Lessons from a COVID-19 hospital bed.

There are a dozen people fighting for their lives on ventilators right now. I know this because I saw them. The ICU patients in the COVID-19 ward I was in don’t care about whether the beaches are open or not. Their doctors and healthcare workers are not referencing the “r” values on all those clever graphs, either.

A week ago I was being pumped full of dexamethasone because my immune system chose my Asthma-affected lungs as the battleground in its war against Covid over the preceding nine days. Pneumonia settled in my airways from the scavenging bacteria, but the bruised and battered air sacks were not functioning well enough to power my muscle functions.

The risk-adjusted restrictions are not an attack on your personal freedoms. Alcohol bans and curfews are there to ensure that there is room in casualty on a Monday morning when a Covid positive Asthma sufferer presents with hypoxia symptoms. You not being in the casualty queue because of a drunken accident saved my life.

This weekend residents of Cape Town took to the beaches to protest what they consider an irrational and unconstitutional ban on leisure activities. There was very little observation of the protocols that can effectively slow down the transmission of the virus. You cannot be in favour of opening the economy and against the very methods that keep people like you safe.

I’m cancelling my gym contract because I can’t even challenge my 5-year-old in a foot race after what Covid did to my lungs. I lost out on about R10 000 of work when I was sick with Covid and another R5 000 when I was in hospital. Sick people cannot contribute to the economy, which is why keeping people healthy is more beneficial to sustainable economic existence than not slowing the spread.

Covid changes your relation to and perception of the virus. Suddenly you are a living part of the story unfolding in the media. When you tell people to “Stay Safe!” you realise that you’re warning them to stay clear of you.

That point hit home when the sliding door was shut in the casualty ward. I watched as everyone who came in to care for me meticulously dressed in full PPE. I saw the terror in the eyes of a nurse who was standing in the walkway when she realised I needed to walk by her to go to the red bathroom.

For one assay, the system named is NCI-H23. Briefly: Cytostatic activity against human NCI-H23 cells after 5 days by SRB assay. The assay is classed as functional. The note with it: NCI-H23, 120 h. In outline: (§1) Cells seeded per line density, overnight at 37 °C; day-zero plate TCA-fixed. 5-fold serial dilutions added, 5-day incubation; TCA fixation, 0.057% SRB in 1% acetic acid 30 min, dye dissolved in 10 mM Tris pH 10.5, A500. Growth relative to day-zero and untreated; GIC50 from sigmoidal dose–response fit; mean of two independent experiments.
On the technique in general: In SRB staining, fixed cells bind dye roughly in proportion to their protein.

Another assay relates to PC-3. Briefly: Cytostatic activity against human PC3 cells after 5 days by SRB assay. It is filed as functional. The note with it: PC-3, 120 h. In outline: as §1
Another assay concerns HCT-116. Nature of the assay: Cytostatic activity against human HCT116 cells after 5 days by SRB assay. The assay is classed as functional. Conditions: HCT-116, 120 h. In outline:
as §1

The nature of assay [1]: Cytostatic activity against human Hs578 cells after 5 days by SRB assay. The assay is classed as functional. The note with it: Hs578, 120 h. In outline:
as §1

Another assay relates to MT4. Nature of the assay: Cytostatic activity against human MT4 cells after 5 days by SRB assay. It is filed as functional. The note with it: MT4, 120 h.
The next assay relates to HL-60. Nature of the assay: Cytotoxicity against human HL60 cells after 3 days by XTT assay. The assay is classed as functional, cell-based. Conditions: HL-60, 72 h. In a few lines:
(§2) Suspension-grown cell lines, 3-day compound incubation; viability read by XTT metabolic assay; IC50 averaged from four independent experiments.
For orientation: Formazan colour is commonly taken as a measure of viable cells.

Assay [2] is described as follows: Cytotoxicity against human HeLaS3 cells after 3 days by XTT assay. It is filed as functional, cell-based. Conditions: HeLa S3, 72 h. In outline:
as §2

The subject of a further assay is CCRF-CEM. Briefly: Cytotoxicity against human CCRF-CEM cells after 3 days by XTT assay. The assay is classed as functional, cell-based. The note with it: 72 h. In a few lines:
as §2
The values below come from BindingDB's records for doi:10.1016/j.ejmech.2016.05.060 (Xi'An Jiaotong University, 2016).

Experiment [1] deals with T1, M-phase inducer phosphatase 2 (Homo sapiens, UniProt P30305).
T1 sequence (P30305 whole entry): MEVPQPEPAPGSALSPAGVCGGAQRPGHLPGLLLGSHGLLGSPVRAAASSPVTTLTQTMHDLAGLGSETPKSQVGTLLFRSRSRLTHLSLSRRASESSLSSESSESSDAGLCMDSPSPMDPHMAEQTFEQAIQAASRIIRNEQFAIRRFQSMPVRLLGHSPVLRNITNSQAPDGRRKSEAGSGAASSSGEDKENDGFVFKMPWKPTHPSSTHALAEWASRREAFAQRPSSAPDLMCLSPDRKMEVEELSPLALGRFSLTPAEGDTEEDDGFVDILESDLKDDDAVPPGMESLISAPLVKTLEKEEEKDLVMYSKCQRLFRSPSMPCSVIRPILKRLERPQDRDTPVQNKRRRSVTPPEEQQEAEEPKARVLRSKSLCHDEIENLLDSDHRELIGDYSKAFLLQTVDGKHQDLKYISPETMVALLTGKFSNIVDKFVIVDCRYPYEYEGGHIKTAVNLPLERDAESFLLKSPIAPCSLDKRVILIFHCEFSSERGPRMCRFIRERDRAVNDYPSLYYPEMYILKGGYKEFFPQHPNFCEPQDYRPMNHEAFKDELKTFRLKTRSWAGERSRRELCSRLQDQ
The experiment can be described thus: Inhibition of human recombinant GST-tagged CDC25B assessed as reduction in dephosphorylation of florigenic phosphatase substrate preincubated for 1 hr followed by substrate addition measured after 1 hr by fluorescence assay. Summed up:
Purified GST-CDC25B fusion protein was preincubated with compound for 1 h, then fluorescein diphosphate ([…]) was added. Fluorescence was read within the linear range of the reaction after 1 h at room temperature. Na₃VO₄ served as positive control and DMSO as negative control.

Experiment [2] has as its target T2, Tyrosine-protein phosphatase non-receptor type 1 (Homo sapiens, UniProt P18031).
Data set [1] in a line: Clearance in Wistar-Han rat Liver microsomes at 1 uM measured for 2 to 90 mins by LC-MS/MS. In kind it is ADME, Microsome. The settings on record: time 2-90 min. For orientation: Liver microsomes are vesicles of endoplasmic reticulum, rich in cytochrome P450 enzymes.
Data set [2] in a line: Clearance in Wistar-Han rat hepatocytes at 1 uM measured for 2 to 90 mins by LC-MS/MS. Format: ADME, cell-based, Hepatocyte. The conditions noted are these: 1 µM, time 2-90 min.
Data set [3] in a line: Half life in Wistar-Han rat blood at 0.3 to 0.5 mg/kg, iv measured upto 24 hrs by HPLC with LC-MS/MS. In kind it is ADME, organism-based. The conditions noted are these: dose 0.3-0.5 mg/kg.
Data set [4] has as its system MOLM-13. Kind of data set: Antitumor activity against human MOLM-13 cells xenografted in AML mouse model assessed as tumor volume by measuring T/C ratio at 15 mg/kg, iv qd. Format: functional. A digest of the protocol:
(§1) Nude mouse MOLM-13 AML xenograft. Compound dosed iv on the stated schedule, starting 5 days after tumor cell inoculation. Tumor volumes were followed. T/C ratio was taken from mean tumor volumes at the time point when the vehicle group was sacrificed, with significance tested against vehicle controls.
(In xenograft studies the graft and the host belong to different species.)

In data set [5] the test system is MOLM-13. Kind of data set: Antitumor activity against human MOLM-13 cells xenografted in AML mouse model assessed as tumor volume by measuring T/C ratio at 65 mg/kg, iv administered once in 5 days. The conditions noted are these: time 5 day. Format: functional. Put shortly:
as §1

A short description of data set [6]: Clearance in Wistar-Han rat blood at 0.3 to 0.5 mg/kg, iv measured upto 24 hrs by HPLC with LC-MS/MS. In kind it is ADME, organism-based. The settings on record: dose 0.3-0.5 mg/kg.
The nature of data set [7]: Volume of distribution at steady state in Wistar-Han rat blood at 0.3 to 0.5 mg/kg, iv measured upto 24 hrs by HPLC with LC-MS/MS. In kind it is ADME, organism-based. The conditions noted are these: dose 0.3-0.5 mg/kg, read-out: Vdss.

As the investigation into the Matric Rage super spreader event unfolds it came to light that as many as eight people who attended knew that they were Covid positive.

These are the same people who would hide their bites during a zombie apocalypse. These are the same people who will travel to another country to get a vaccine because their joy is more important than the needs of other humans.

These are the same people who argue about the economy when people are dying. They don’t care about anything outside of being right.

Doctors and nurses in the red wards are tired of people trying to be right and want people to be healthy. They want you to seek medical attention, test early and get treatment when the doctors can still have options and can do their jobs, and not simply try and keep you alive long enough until there’s a change in your condition.

The rumours and negativity around Covid care is the biggest factor driving this pandemic and at the core of it is a complete disregard for the safety of others.

I live a comfortable, privileged life. We’re pedantic about sanitising and wearing mask and my household was infected.

My initial Covid consultation was done over the internet and I could be driven in airconditioned comfort to a testing centre at a specific time that I reserved online. All the associated costs were covered by the medical aid and there was provision made should my condition deteriorate.

On day nine of my fight against Covid, I woke up with a fever, chest pains and my laboured breathing had become highly problematic. At the time I was already on a course of prednisone because my Asthma had been triggered.

Don’t wait to get care.

Get vaccinated when you can so we can pin this virus down under the sheer might of our humanity.

Rethink what you mean when you say the words “the economy.”

Think about the people. As I write this I got word of a friend’s father who lost his fight against Covid. I walked by him in the ICU ward during my physio sessions.

The numbers on those graphs are people. We can always make money and create employment, as long as we have people who can strategise and execute those plans. If people are dying, we limit our options.

About That OG 476 Articles
Lindsey is on a mission to make the world a better place, one scorching take at a time.